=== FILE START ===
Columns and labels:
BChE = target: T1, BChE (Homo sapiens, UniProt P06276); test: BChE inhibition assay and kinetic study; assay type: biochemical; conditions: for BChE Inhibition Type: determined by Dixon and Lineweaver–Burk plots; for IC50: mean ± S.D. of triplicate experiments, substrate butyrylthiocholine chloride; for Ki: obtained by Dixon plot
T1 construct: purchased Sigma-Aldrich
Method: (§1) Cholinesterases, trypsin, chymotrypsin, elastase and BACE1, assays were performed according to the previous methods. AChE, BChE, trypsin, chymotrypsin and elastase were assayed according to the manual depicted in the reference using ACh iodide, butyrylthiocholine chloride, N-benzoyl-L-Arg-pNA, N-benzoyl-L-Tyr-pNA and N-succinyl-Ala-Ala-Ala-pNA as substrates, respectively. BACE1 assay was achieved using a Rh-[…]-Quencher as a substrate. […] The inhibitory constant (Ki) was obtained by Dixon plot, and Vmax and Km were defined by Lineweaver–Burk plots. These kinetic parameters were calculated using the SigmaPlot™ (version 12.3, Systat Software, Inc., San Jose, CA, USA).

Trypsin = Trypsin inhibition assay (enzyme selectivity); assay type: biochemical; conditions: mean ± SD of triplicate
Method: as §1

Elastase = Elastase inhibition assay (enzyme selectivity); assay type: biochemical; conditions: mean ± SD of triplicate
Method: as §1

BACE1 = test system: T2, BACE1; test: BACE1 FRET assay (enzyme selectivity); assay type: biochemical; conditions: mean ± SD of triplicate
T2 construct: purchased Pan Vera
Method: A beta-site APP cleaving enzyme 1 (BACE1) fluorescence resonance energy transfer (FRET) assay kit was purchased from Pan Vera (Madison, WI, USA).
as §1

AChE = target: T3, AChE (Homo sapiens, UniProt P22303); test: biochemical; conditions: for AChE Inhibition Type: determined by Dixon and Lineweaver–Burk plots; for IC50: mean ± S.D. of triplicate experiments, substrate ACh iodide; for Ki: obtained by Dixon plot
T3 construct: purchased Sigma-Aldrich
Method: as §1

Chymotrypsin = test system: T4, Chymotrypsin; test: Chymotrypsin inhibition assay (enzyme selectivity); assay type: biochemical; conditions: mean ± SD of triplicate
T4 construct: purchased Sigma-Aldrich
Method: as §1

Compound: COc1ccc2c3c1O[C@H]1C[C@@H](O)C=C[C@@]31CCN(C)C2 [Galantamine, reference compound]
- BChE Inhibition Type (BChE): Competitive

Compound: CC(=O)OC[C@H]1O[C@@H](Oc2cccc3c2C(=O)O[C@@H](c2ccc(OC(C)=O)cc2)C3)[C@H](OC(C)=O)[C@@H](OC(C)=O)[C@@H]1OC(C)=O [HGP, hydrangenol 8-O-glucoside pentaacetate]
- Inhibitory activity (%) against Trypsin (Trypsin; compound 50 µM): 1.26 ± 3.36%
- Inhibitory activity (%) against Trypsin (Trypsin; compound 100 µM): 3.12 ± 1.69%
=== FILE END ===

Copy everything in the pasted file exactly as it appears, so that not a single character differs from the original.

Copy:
Columns and labels:
BChE = target: T1, BChE (Homo sapiens, UniProt P06276); test: BChE inhibition assay and kinetic study; assay type: biochemical; conditions: for BChE Inhibition Type: determined by Dixon and Lineweaver–Burk plots; for IC50: mean ± S.D. of triplicate experiments, substrate butyrylthiocholine chloride; for Ki: obtained by Dixon plot
T1 construct: purchased Sigma-Aldrich
Method: (§1) Cholinesterases, trypsin, chymotrypsin, elastase and BACE1, assays were performed according to the previous methods. AChE, BChE, trypsin, chymotrypsin and elastase were assayed according to the manual depicted in the reference using ACh iodide, butyrylthiocholine chloride, N-benzoyl-L-Arg-pNA, N-benzoyl-L-Tyr-pNA and N-succinyl-Ala-Ala-Ala-pNA as substrates, respectively. BACE1 assay was achieved using a Rh-[…]-Quencher as a substrate. […] The inhibitory constant (Ki) was obtained by Dixon plot, and Vmax and Km were defined by Lineweaver–Burk plots. These kinetic parameters were calculated using the SigmaPlot™ (version 12.3, Systat Software, Inc., San Jose, CA, USA).

Trypsin = Trypsin inhibition assay (enzyme selectivity); assay type: biochemical; conditions: mean ± SD of triplicate
Method: as §1

Elastase = Elastase inhibition assay (enzyme selectivity); assay type: biochemical; conditions: mean ± SD of triplicate
Method: as §1

BACE1 = test system: T2, BACE1; test: BACE1 FRET assay (enzyme selectivity); assay type: biochemical; conditions: mean ± SD of triplicate
T2 construct: purchased Pan Vera
Method: A beta-site APP cleaving enzyme 1 (BACE1) fluorescence resonance energy transfer (FRET) assay kit was purchased from Pan Vera (Madison, WI, USA).
as §1

AChE = target: T3, AChE (Homo sapiens, UniProt P22303); test: biochemical; conditions: for AChE Inhibition Type: determined by Dixon and Lineweaver–Burk plots; for IC50: mean ± S.D. of triplicate experiments, substrate ACh iodide; for Ki: obtained by Dixon plot
T3 construct: purchased Sigma-Aldrich
Method: as §1

Chymotrypsin = test system: T4, Chymotrypsin; test: Chymotrypsin inhibition assay (enzyme selectivity); assay type: biochemical; conditions: mean ± SD of triplicate
T4 construct: purchased Sigma-Aldrich
Method: as §1

Compound: COc1ccc2c3c1O[C@H]1C[C@@H](O)C=C[C@@]31CCN(C)C2 [Galantamine, reference compound]
- BChE Inhibition Type (BChE): Competitive

Compound: CC(=O)OC[C@H]1O[C@@H](Oc2cccc3c2C(=O)O[C@@H](c2ccc(OC(C)=O)cc2)C3)[C@H](OC(C)=O)[C@@H](OC(C)=O)[C@@H]1OC(C)=O [HGP, hydrangenol 8-O-glucoside pentaacetate]
- Inhibitory activity (%) against Trypsin (Trypsin; compound 50 µM): 1.26 ± 3.36%
- Inhibitory activity (%) against Trypsin (Trypsin; compound 100 µM): 3.12 ± 1.69%